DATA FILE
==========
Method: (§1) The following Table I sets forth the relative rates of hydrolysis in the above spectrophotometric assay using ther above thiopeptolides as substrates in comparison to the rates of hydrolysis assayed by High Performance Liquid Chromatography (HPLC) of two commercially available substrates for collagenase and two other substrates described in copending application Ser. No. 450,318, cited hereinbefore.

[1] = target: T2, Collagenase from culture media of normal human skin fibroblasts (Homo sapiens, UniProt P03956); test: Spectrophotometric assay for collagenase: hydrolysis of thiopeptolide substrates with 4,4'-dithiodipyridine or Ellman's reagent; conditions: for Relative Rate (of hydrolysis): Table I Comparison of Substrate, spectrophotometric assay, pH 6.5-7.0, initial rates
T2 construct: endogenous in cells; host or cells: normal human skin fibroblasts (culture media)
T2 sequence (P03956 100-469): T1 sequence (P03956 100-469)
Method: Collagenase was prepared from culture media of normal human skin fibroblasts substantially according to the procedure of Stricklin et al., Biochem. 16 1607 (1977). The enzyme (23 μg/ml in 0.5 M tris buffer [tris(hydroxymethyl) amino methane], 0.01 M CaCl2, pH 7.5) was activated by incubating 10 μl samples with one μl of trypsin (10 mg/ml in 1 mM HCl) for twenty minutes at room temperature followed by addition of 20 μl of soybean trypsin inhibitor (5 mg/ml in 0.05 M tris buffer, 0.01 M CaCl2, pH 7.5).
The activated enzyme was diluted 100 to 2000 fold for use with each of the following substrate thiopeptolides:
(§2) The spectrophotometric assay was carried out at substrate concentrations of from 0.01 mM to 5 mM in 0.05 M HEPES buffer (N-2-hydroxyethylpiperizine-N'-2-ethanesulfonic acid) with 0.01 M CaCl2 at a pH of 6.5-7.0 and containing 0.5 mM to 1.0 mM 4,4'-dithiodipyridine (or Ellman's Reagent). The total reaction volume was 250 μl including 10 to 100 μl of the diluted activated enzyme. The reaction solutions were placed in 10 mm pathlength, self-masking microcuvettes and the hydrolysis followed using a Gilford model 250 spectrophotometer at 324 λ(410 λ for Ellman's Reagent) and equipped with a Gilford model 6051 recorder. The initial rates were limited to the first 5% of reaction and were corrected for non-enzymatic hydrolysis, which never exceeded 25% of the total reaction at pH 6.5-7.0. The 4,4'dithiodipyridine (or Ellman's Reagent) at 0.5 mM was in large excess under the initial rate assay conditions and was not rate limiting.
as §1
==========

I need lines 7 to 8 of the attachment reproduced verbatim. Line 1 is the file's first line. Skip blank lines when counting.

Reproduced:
(§2) The spectrophotometric assay was carried out at substrate concentrations of from 0.01 mM to 5 mM in 0.05 M HEPES buffer (N-2-hydroxyethylpiperizine-N'-2-ethanesulfonic acid) with 0.01 M CaCl2 at a pH of 6.5-7.0 and containing 0.5 mM to 1.0 mM 4,4'-dithiodipyridine (or Ellman's Reagent). The total reaction volume was 250 μl including 10 to 100 μl of the diluted activated enzyme. The reaction solutions were placed in 10 mm pathlength, self-masking microcuvettes and the hydrolysis followed using a Gilford model 250 spectrophotometer at 324 λ(410 λ for Ellman's Reagent) and equipped with a Gilford model 6051 recorder. The initial rates were limited to the first 5% of reaction and were corrected for non-enzymatic hydrolysis, which never exceeded 25% of the total reaction at pH 6.5-7.0. The 4,4'dithiodipyridine (or Ellman's Reagent) at 0.5 mM was in large excess under the initial rate assay conditions and was not rate limiting.
as §1